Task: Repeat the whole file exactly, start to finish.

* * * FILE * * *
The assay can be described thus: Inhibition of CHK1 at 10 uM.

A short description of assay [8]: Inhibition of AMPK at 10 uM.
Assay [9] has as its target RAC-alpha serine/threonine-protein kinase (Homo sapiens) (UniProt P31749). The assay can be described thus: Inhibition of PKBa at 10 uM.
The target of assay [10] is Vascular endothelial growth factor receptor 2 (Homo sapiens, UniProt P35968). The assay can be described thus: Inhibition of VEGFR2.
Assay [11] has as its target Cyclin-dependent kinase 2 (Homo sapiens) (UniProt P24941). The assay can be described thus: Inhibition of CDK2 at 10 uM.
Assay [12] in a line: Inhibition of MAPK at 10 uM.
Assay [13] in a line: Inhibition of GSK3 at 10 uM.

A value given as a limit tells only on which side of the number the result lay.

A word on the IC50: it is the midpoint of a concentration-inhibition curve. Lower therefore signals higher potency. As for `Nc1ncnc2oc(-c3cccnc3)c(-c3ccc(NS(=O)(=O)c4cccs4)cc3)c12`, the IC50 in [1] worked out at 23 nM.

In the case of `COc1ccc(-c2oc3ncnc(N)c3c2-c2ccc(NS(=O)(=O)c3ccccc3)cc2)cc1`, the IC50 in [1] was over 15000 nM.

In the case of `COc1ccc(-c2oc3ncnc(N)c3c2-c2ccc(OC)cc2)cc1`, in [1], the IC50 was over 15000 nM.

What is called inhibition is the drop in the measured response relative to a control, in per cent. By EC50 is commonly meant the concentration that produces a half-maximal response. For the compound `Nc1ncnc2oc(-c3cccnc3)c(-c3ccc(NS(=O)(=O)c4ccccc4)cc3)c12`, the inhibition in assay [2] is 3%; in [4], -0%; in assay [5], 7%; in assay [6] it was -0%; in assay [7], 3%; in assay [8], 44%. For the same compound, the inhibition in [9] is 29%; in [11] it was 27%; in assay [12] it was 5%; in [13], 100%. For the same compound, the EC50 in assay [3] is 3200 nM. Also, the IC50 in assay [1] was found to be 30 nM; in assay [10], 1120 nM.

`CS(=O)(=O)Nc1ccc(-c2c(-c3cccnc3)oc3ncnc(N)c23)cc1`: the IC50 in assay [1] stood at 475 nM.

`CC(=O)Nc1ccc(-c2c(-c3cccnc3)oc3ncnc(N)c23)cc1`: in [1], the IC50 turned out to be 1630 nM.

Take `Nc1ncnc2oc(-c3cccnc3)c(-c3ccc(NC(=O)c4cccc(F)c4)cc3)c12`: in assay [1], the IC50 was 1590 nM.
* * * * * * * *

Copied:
The assay can be described thus: Inhibition of CHK1 at 10 uM.

A short description of assay [8]: Inhibition of AMPK at 10 uM.
Assay [9] has as its target RAC-alpha serine/threonine-protein kinase (Homo sapiens) (UniProt P31749). The assay can be described thus: Inhibition of PKBa at 10 uM.
The target of assay [10] is Vascular endothelial growth factor receptor 2 (Homo sapiens, UniProt P35968). The assay can be described thus: Inhibition of VEGFR2.
Assay [11] has as its target Cyclin-dependent kinase 2 (Homo sapiens) (UniProt P24941). The assay can be described thus: Inhibition of CDK2 at 10 uM.
Assay [12] in a line: Inhibition of MAPK at 10 uM.
Assay [13] in a line: Inhibition of GSK3 at 10 uM.

A value given as a limit tells only on which side of the number the result lay.

A word on the IC50: it is the midpoint of a concentration-inhibition curve. Lower therefore signals higher potency. As for `Nc1ncnc2oc(-c3cccnc3)c(-c3ccc(NS(=O)(=O)c4cccs4)cc3)c12`, the IC50 in [1] worked out at 23 nM.

In the case of `COc1ccc(-c2oc3ncnc(N)c3c2-c2ccc(NS(=O)(=O)c3ccccc3)cc2)cc1`, the IC50 in [1] was over 15000 nM.

In the case of `COc1ccc(-c2oc3ncnc(N)c3c2-c2ccc(OC)cc2)cc1`, in [1], the IC50 was over 15000 nM.

What is called inhibition is the drop in the measured response relative to a control, in per cent. By EC50 is commonly meant the concentration that produces a half-maximal response. For the compound `Nc1ncnc2oc(-c3cccnc3)c(-c3ccc(NS(=O)(=O)c4ccccc4)cc3)c12`, the inhibition in assay [2] is 3%; in [4], -0%; in assay [5], 7%; in assay [6] it was -0%; in assay [7], 3%; in assay [8], 44%. For the same compound, the inhibition in [9] is 29%; in [11] it was 27%; in assay [12] it was 5%; in [13], 100%. For the same compound, the EC50 in assay [3] is 3200 nM. Also, the IC50 in assay [1] was found to be 30 nM; in assay [10], 1120 nM.

`CS(=O)(=O)Nc1ccc(-c2c(-c3cccnc3)oc3ncnc(N)c23)cc1`: the IC50 in assay [1] stood at 475 nM.

`CC(=O)Nc1ccc(-c2c(-c3cccnc3)oc3ncnc(N)c23)cc1`: in [1], the IC50 turned out to be 1630 nM.

Take `Nc1ncnc2oc(-c3cccnc3)c(-c3ccc(NC(=O)c4cccc(F)c4)cc3)c12`: in assay [1], the IC50 was 1590 nM.